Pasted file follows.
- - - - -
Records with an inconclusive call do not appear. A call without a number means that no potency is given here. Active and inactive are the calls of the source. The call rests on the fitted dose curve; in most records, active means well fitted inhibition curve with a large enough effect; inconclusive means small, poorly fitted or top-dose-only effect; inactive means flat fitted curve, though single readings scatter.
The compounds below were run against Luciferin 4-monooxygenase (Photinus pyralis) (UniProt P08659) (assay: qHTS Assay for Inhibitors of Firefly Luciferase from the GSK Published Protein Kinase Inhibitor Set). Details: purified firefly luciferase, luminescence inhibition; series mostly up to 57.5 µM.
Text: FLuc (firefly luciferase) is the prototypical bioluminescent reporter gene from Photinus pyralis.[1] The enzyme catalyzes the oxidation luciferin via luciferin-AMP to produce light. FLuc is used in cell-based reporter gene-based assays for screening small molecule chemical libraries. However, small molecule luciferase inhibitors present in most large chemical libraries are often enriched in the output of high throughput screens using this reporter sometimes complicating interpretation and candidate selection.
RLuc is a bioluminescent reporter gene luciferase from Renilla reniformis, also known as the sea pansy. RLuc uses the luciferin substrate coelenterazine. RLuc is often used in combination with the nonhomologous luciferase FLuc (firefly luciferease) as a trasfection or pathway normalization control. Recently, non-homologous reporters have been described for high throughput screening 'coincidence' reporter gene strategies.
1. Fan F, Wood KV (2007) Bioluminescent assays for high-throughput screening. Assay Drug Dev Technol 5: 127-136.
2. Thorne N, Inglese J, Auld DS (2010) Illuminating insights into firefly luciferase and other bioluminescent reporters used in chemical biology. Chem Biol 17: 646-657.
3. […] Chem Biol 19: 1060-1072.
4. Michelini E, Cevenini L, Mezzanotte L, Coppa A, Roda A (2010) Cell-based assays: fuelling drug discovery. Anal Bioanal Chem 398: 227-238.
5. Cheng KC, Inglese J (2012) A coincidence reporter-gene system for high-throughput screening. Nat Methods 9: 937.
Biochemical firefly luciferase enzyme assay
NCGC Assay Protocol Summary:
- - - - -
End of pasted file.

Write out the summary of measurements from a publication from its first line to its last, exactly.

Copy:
Records with an inconclusive call do not appear. A call without a number means that no potency is given here. Active and inactive are the calls of the source. The call rests on the fitted dose curve; in most records, active means well fitted inhibition curve with a large enough effect; inconclusive means small, poorly fitted or top-dose-only effect; inactive means flat fitted curve, though single readings scatter.
The compounds below were run against Luciferin 4-monooxygenase (Photinus pyralis) (UniProt P08659) (assay: qHTS Assay for Inhibitors of Firefly Luciferase from the GSK Published Protein Kinase Inhibitor Set). Details: purified firefly luciferase, luminescence inhibition; series mostly up to 57.5 µM.
Text: FLuc (firefly luciferase) is the prototypical bioluminescent reporter gene from Photinus pyralis.[1] The enzyme catalyzes the oxidation luciferin via luciferin-AMP to produce light. FLuc is used in cell-based reporter gene-based assays for screening small molecule chemical libraries. However, small molecule luciferase inhibitors present in most large chemical libraries are often enriched in the output of high throughput screens using this reporter sometimes complicating interpretation and candidate selection.
RLuc is a bioluminescent reporter gene luciferase from Renilla reniformis, also known as the sea pansy. RLuc uses the luciferin substrate coelenterazine. RLuc is often used in combination with the nonhomologous luciferase FLuc (firefly luciferease) as a trasfection or pathway normalization control. Recently, non-homologous reporters have been described for high throughput screening 'coincidence' reporter gene strategies.
1. Fan F, Wood KV (2007) Bioluminescent assays for high-throughput screening. Assay Drug Dev Technol 5: 127-136.
2. Thorne N, Inglese J, Auld DS (2010) Illuminating insights into firefly luciferase and other bioluminescent reporters used in chemical biology. Chem Biol 17: 646-657.
3. […] Chem Biol 19: 1060-1072.
4. Michelini E, Cevenini L, Mezzanotte L, Coppa A, Roda A (2010) Cell-based assays: fuelling drug discovery. Anal Bioanal Chem 398: 227-238.
5. Cheng KC, Inglese J (2012) A coincidence reporter-gene system for high-throughput screening. Nat Methods 9: 937.
Biochemical firefly luciferase enzyme assay
NCGC Assay Protocol Summary: